The lesion of LSC is a somewhat circumscribed, oval, and thickened plaque. It is very itchy. Other local features include dry, scaly or leathery surface, scratch marks, pigmentation and exaggerated skin markings.
Usually, there is one solitary plaque, especially on the patient’s dominant side. However, multiple plaques, with symmetric or asymmetric distribution, may also occur. The most common sites are genitals, back or side of the neck, wrists and forearms, and dorsum of the foot/lower legs.
Diagnosis of Lichen Simplex Chronicus
The diagnosis is usually established by clinical examination. A biopsy is required only if clinical examination alone is insufficient to establish the diagnosis.
Underlying causes must be identified. Among the stimuli that may trigger LSC, sensitization must be kept in mind, especially in chronic cases, and a patch test can be accordingly administered.
- Lichen sclerosus
- Lichen planus
- Contact dermatitis
- Herpes simplex
- Seborrheic/atopic dermatitis
- Mycosis fungoides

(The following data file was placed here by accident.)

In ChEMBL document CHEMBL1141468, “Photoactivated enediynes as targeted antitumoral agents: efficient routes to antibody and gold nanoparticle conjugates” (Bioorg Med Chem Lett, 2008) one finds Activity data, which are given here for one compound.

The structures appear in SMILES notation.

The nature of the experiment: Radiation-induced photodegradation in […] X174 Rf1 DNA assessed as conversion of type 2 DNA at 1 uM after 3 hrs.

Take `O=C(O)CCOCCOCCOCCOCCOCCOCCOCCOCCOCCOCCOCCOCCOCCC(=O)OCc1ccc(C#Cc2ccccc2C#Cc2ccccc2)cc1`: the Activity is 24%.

- Lichen amyloidosis
Therapy of Lichen Simplex Chronicus
The goal of treatment is to stop the itch–scratch cycle and heal the affected skin. To achieve this, the following approaches need to be taken: elimination of all skin irritants, stopping the itch–scratch cycle, treating any underlying disease and/or coexisting infections, decreasing inflammation, and correcting the skin’s barrier function.
Avoidance of scratching is a must. The mainstay of LSC treatment is topical steroid application: a low- or mid-potency ointment (e.g., desonide 0.05% or mometasone 0.1%) should be used when the symptoms are not too severe. Mid- or high-potency steroids are not recommended for thin skin such as the scrotum and axilla.
In very severe cases, intramuscular triamcinolone (60 – 80 mg) can be useful for immediate symptom relief. Older-generation antihistamines can be administered at night to obtain a sedative effect and avoid scratching.
Intralesional triamcinolone can also be used for plaques that are too thick or when the patient is unable to use topical medications. Topical tacrolimus has been reported to be an effective, long‐lasting treatment for LSC, especially in sensitive skin areas such as the face.